With Dell joining Lenovo as a PC vendor you need to think twice—or thrice—about trusting with your privacy and security, maybe it's time to take advantage of the holiday sales and get a Mac?

Earlier this week it was discovered that Dell had installed an insecure root certificate on some of their PCs, making it easy for attackers to impersonate secure websites, like banks, and intercept secure communications. Dell has since apologized and supplied a tool to remove the certificate (deleting it wasn't enough, of course, as Dell would automatically re-install it.

It may not be as bad as Lenovo, who was caught doing similar in order to inject their own advertising, and then caught again, but it's not good. And it's another sign that anyone who cares about the sanctity of their computer system would do well to consider buying a Mac, especially with the Black Friday, Cyber Monday, and other deals available this time of year.

You can find a good technical breakdown on what made Dell's self-signed root certificate so dangerous on Ars Technica. To their credit, Dell acted quickly to offer a fix. Yet it's one more sign that vendors will, maliciously or incompetently, do things that fundamentally compromises the privacy and security of their own customers.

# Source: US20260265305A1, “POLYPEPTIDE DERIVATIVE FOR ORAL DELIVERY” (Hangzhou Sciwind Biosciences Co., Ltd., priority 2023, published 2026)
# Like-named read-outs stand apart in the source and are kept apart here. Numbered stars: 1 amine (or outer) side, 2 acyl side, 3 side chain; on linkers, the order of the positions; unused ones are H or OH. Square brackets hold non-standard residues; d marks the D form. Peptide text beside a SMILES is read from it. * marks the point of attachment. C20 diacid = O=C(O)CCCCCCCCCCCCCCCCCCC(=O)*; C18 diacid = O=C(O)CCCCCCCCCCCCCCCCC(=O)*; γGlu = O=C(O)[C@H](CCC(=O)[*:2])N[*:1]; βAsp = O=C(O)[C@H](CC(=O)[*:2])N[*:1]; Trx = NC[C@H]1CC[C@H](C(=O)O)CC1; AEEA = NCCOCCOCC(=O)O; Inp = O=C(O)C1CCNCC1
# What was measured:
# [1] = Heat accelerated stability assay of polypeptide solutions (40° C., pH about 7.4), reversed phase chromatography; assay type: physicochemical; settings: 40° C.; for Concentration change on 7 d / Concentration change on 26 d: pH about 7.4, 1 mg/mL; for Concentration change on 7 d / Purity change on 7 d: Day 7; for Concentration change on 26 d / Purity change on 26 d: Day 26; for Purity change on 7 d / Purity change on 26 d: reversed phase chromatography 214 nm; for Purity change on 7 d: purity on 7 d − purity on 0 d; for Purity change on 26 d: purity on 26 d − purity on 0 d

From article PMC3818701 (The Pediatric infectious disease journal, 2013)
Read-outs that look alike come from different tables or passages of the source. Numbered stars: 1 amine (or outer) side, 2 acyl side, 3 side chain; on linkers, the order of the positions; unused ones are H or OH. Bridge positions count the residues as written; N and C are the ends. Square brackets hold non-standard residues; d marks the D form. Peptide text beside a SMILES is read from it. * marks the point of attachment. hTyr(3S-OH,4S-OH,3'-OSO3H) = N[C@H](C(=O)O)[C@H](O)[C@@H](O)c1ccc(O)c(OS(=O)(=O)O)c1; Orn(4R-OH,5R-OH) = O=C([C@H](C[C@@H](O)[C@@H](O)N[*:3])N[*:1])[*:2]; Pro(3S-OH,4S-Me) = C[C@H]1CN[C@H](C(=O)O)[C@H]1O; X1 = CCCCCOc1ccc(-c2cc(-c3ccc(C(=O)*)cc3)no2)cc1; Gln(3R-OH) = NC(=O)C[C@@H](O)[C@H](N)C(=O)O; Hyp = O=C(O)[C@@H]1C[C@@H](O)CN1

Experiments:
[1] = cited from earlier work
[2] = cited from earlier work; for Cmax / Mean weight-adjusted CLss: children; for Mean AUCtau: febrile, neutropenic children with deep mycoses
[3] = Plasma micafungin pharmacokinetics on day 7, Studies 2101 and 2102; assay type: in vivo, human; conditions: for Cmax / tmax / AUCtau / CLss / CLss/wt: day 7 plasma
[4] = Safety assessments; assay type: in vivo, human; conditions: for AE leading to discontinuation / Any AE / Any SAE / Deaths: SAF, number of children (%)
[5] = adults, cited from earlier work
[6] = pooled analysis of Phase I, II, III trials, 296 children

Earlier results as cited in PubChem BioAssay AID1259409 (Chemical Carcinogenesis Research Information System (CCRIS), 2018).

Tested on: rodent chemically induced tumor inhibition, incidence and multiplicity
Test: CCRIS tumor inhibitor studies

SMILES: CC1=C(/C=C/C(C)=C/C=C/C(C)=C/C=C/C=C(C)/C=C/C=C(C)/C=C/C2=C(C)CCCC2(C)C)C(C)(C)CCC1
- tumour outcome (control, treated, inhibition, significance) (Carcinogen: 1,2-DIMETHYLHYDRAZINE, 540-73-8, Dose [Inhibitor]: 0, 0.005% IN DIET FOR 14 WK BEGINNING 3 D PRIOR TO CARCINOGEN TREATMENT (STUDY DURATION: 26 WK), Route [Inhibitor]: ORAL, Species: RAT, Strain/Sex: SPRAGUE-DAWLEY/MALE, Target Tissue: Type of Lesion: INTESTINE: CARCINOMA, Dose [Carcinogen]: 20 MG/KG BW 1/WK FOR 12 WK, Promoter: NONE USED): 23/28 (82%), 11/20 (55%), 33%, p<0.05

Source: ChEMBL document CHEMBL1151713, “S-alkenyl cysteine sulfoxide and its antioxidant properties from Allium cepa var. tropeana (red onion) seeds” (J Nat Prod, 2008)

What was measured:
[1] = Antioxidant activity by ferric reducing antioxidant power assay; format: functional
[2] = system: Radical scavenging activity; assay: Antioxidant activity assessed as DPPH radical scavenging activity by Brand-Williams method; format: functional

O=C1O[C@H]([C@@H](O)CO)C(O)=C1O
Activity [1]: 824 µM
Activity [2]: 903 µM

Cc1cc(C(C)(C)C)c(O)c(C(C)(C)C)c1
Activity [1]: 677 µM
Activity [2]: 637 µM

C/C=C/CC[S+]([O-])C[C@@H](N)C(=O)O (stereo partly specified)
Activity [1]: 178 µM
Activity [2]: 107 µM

Apple, by contrast, is their own vendor. There's no one in between the operating system and the customer. There's no additional potential point of failure. There'll be bugs, sure, just like any system, and those will need to be fixed fast, but there won't be adware and there won't be vendor-installed malware.

You can still get good PCs. Our friends at Windows Central will happily help you find the perfect one for you. If you've grown tired of worrying about this stuff, though, you can also take advantage of the holiday sales and go and get yourself a Mac.

Then, next time you wake up to a headline like Dell's or Lenovo's, you can shake your head rather than going full-on code red.